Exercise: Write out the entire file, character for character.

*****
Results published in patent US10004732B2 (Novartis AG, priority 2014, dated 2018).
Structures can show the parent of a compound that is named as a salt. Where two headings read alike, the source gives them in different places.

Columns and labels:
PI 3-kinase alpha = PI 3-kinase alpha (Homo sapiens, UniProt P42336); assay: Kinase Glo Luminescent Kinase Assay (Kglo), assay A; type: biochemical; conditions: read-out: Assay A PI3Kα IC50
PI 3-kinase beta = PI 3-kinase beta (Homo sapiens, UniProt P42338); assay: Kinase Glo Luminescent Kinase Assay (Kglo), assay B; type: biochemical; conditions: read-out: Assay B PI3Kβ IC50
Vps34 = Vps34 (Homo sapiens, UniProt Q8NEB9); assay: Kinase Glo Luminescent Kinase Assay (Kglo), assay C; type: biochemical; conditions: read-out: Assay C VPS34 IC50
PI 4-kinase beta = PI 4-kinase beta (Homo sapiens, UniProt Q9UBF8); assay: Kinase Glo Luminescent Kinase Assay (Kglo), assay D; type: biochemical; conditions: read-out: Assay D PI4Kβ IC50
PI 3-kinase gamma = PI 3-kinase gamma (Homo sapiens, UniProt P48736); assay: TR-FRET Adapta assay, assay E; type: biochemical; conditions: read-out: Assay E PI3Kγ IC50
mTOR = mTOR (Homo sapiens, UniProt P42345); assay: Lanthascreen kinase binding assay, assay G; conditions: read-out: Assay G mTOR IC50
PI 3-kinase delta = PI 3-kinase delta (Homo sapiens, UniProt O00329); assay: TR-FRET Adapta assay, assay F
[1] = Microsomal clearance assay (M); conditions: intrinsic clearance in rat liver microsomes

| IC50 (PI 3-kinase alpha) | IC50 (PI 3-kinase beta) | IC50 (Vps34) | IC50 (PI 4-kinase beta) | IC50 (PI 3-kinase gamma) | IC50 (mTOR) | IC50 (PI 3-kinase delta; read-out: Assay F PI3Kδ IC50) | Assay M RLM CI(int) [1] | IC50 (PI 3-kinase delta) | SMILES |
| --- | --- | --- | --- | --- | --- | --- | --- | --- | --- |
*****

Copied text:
Results published in patent US10004732B2 (Novartis AG, priority 2014, dated 2018).
Structures can show the parent of a compound that is named as a salt. Where two headings read alike, the source gives them in different places.

Columns and labels:
PI 3-kinase alpha = PI 3-kinase alpha (Homo sapiens, UniProt P42336); assay: Kinase Glo Luminescent Kinase Assay (Kglo), assay A; type: biochemical; conditions: read-out: Assay A PI3Kα IC50
PI 3-kinase beta = PI 3-kinase beta (Homo sapiens, UniProt P42338); assay: Kinase Glo Luminescent Kinase Assay (Kglo), assay B; type: biochemical; conditions: read-out: Assay B PI3Kβ IC50
Vps34 = Vps34 (Homo sapiens, UniProt Q8NEB9); assay: Kinase Glo Luminescent Kinase Assay (Kglo), assay C; type: biochemical; conditions: read-out: Assay C VPS34 IC50
PI 4-kinase beta = PI 4-kinase beta (Homo sapiens, UniProt Q9UBF8); assay: Kinase Glo Luminescent Kinase Assay (Kglo), assay D; type: biochemical; conditions: read-out: Assay D PI4Kβ IC50
PI 3-kinase gamma = PI 3-kinase gamma (Homo sapiens, UniProt P48736); assay: TR-FRET Adapta assay, assay E; type: biochemical; conditions: read-out: Assay E PI3Kγ IC50
mTOR = mTOR (Homo sapiens, UniProt P42345); assay: Lanthascreen kinase binding assay, assay G; conditions: read-out: Assay G mTOR IC50
PI 3-kinase delta = PI 3-kinase delta (Homo sapiens, UniProt O00329); assay: TR-FRET Adapta assay, assay F
[1] = Microsomal clearance assay (M); conditions: intrinsic clearance in rat liver microsomes

| IC50 (PI 3-kinase alpha) | IC50 (PI 3-kinase beta) | IC50 (Vps34) | IC50 (PI 4-kinase beta) | IC50 (PI 3-kinase gamma) | IC50 (mTOR) | IC50 (PI 3-kinase delta; read-out: Assay F PI3Kδ IC50) | Assay M RLM CI(int) [1] | IC50 (PI 3-kinase delta) | SMILES |
| --- | --- | --- | --- | --- | --- | --- | --- | --- | --- |